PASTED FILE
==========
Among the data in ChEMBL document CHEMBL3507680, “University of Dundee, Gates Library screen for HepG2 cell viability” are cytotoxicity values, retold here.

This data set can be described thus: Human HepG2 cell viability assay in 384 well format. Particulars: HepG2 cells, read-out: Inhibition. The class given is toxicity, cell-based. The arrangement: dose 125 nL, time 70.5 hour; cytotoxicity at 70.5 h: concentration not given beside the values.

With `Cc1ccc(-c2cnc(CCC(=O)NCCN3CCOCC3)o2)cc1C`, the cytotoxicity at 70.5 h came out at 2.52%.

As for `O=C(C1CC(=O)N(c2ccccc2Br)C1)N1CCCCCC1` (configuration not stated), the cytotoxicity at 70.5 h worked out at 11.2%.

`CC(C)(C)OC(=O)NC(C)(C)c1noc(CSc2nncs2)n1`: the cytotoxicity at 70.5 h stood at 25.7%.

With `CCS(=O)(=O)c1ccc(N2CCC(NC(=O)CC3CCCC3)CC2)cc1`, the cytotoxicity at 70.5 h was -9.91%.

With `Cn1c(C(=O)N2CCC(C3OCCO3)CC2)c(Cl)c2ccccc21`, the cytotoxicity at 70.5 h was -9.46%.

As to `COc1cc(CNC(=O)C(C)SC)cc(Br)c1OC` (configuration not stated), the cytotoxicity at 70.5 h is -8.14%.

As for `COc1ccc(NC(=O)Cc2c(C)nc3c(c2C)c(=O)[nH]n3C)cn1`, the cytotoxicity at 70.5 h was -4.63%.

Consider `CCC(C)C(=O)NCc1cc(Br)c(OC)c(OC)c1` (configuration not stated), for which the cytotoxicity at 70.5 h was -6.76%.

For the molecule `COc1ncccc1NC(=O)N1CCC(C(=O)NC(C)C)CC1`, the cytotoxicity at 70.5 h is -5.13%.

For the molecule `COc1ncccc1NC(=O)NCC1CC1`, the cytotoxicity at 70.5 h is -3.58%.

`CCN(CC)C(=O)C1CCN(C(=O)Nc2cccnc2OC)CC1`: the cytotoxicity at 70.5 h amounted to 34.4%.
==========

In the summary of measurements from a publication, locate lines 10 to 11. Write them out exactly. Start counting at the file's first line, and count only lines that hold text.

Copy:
Consider `CCC(C)C(=O)NCc1cc(Br)c(OC)c(OC)c1` (configuration not stated), for which the cytotoxicity at 70.5 h was -6.76%.

For the molecule `COc1ncccc1NC(=O)N1CCC(C(=O)NC(C)C)CC1`, the cytotoxicity at 70.5 h is -5.13%.